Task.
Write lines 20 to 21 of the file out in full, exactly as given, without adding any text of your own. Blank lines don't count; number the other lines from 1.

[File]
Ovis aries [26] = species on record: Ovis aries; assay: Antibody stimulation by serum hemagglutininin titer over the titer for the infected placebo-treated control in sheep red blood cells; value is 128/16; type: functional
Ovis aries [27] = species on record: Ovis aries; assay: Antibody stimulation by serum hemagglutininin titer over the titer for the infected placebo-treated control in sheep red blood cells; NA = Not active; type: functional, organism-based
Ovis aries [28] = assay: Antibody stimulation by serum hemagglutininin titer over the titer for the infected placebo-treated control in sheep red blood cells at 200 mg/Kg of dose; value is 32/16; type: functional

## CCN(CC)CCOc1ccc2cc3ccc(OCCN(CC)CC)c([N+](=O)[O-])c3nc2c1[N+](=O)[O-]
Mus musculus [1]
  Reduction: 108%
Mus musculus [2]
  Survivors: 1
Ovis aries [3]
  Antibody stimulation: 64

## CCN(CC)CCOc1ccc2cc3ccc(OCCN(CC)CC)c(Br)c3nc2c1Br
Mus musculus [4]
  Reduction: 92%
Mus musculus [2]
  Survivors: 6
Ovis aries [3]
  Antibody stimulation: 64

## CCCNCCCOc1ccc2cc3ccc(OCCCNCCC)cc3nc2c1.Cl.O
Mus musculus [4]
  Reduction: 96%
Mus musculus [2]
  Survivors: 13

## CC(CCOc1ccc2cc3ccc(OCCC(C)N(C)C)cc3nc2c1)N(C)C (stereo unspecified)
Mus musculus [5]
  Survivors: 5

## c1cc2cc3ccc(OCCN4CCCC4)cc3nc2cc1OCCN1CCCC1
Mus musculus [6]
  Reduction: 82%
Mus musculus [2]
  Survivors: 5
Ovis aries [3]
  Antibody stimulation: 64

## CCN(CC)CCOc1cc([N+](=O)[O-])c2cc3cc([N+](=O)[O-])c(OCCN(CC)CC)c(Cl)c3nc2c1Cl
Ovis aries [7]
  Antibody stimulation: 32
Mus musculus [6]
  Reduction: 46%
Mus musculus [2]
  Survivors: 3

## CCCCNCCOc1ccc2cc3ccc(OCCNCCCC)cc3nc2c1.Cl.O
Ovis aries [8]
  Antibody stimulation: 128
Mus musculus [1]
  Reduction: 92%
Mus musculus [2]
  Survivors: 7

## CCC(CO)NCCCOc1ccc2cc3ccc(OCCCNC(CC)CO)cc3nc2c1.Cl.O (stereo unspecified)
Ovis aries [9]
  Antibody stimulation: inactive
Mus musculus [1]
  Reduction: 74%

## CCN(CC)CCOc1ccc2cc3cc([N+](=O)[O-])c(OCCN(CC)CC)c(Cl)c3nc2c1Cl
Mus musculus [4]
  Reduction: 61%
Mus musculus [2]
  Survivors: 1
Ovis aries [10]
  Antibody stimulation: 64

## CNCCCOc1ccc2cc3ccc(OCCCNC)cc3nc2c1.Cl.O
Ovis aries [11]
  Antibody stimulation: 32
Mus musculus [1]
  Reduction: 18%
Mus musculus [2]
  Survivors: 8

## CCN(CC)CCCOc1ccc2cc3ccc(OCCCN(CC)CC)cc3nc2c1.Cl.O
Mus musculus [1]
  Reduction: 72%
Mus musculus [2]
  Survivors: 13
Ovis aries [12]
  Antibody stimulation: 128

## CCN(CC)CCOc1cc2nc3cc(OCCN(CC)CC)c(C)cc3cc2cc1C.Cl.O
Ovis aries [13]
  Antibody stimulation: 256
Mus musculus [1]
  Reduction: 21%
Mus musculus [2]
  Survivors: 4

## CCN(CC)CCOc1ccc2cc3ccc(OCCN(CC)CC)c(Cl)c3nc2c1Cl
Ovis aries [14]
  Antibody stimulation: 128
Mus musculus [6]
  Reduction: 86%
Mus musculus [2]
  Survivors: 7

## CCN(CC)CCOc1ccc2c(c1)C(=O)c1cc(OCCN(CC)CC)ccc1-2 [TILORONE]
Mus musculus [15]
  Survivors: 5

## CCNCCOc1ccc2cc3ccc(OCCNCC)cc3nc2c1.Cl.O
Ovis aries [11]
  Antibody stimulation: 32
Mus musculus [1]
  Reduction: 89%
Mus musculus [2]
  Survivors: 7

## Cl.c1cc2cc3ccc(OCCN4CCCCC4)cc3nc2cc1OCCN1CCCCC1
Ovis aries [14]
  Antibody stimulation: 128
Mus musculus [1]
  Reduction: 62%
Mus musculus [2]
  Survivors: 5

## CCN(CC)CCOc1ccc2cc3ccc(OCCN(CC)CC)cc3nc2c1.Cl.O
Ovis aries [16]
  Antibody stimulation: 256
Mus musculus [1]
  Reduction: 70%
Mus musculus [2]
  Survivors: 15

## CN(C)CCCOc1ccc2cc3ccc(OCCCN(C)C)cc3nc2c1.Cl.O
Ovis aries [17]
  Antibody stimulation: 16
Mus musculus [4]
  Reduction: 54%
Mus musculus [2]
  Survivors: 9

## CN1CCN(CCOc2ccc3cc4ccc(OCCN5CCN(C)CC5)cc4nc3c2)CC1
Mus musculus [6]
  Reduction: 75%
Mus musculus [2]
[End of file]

  Reduction: 96%
Mus musculus [2]